US accuses Iran of defying UN nuclear deal resolution

Washington says Tehran violated 2015 agreement by launching satellite last month, supplying arms to proxy forces in Lebanon, Yemen, other countries

In this photo released on April 22, 2020, by Sepahnews, an Iranian rocket carrying a satellite is launched from an undisclosed site believed to be in Iran's Semnan province. (Sepahnews via AP)
In this photo released on April 22, 2020, by Sepahnews, an Iranian rocket carrying a satellite is launched from an undisclosed site believed to be in Iran's Semnan province. (Sepahnews via AP)

UNITED NATIONS (AP) — The United States accused Tehran on Wednesday of defying the UN resolution endorsing the 2015 Iran nuclear deal with a satellite launch last month and also argued it is continuing to violate a UN arms embargo.

The US Mission to the United Nations made the allegations at an informal meeting of experts from the Security Council committee that monitors implementation of the resolution.

Tensions between Iran and the US have escalated since the Trump administration withdrew from the nuclear deal between Tehran and six world powers in 2018 and reimposed crippling US sanctions. A year ago, the US sent thousands more troops, long-range bombers and an aircraft carrier to the Middle East in response to what it called a growing threat of Iranian attacks on US interests in the region.

The meeting that the United States called Wednesday appeared to be another step in its campaign to pressure Iran to stop interfering in the region and halt what Trump and Israel believe is its pursuit of nuclear weapons, which Tehran denies.

The session was held soon after US Secretary of State Mike Pompeo discussed Iran with Prime Minister Benjamin Netanyahu during a one-day visit and after he talked by phone with Estonian Foreign Minister Urmas Reinsalu, whose country holds the Security Council presidency this month. US State Department spokesperson Morgan Ortagus said they discussed “cooperative efforts” in the council “aimed at preventing conflict and promoting peace worldwide.”

A statement from the US Mission said the United States raised the April 22 satellite launch carried out by Iran’s Revolutionary Guard Corps at Wednesday’s meeting. It said that defied the 2015 resolution, which calls on Iran not to undertake any ballistic missile-related activities capable of delivering nuclear weapons.

The statement called the Guard Corps “a terrorist organization” and said: “Its leading role in Iran’s space program puts to rest Iran’s absurd claims that its space program is solely civilian in nature. It is not.”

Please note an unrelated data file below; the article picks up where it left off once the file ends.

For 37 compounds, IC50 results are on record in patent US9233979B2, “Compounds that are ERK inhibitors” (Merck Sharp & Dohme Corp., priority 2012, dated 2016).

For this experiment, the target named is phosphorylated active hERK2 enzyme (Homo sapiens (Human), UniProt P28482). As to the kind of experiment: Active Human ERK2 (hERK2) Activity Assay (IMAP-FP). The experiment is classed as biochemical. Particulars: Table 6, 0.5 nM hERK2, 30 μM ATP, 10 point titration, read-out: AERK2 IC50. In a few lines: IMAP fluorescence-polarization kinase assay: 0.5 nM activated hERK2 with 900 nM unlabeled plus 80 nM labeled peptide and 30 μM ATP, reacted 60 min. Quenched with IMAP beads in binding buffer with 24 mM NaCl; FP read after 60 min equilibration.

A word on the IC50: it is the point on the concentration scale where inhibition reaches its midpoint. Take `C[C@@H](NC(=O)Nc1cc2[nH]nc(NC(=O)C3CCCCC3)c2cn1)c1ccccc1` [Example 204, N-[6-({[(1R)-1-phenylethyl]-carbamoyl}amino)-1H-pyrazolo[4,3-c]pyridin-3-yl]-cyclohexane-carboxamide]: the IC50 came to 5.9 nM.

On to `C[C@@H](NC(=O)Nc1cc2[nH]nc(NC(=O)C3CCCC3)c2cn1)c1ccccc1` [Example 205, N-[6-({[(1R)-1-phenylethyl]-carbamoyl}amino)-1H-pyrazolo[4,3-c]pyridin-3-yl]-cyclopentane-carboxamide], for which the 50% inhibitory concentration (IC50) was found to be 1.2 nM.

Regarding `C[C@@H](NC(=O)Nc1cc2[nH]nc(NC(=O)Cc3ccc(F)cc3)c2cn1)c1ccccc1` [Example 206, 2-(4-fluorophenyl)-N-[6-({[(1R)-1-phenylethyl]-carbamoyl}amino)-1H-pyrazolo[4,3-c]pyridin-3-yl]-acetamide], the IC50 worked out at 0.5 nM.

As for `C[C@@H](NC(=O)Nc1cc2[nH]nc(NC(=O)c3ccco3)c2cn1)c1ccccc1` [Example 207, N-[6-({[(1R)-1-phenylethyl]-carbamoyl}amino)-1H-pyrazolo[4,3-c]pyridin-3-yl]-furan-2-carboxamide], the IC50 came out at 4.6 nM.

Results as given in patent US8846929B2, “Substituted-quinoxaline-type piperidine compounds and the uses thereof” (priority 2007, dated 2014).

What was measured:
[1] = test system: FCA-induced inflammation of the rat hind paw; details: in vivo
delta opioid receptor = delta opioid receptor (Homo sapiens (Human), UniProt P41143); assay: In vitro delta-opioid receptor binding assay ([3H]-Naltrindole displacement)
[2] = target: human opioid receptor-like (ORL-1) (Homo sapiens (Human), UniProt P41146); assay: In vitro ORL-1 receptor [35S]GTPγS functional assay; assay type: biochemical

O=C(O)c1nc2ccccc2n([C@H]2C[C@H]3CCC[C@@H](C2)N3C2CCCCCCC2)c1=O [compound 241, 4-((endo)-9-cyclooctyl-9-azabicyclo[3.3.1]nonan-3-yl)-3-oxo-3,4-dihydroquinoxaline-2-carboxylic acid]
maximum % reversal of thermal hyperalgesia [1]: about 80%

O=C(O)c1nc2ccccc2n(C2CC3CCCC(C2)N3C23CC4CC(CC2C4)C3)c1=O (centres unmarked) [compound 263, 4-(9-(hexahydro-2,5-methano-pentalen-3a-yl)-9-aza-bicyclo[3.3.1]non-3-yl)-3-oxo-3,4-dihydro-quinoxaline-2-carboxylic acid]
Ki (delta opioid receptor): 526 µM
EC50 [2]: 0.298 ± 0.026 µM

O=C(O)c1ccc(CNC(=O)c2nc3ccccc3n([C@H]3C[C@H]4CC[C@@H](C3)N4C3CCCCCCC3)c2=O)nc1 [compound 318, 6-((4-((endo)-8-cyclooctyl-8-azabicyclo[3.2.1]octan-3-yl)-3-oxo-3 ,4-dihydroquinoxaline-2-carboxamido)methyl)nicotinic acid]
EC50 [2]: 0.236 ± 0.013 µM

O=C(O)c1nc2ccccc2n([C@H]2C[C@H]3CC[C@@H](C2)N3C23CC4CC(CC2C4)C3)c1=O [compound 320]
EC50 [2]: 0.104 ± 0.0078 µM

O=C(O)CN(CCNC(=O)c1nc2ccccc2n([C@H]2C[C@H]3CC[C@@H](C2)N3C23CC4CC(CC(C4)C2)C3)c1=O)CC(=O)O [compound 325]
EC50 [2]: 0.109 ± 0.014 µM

In this photo from September 22, 2018, members of Iran’s Islamic Revolutionary Guard Corps (IRGC) march during the annual military parade marking the anniversary of the outbreak of the devastating 1980-1988 war with Saddam Hussein’s Iraq, in the capital Tehran. (Stringer/AFP)

The launch was a first for the Guard, revealing what experts described as a secret military space program that could accelerate Iran’s ballistic missile development.

At the meeting, the US said, it also highlighted Iran’s violations of the arms embargo, “reminding council members that Iran continues to funnel weapons to proxy forces and terrorist groups in places like Yemen, Lebanon, Syria, Iraq, and Bahrain.” It accused Yemen’s Iranian-backed Houthi Shiite rebels of using Iranian technology several weeks ago “to again launch ballistic missiles and explosive drones into Saudi Arabia.”

The arms embargo is scheduled to expire in October and the United States circulated a draft UN resolution that would indefinitely extend it to a small number of council members in late April. It would strike the expiration of the arms embargo from the council resolution that endorsed the 2015 nuclear deal, according to Trump administration officials and UN diplomats.

Russia’s UN ambassador, Vassily Nebenzia, whose country has veto power in the Security Council, said at a news conference Tuesday that the arms embargo was “a byproduct” of the nuclear deal, not part of it, and was temporary.

“I do not see any reason why an arms embargo should be imposed on Iran,” he said. “It expires in October… And for us that’s clear, that’s clear.”

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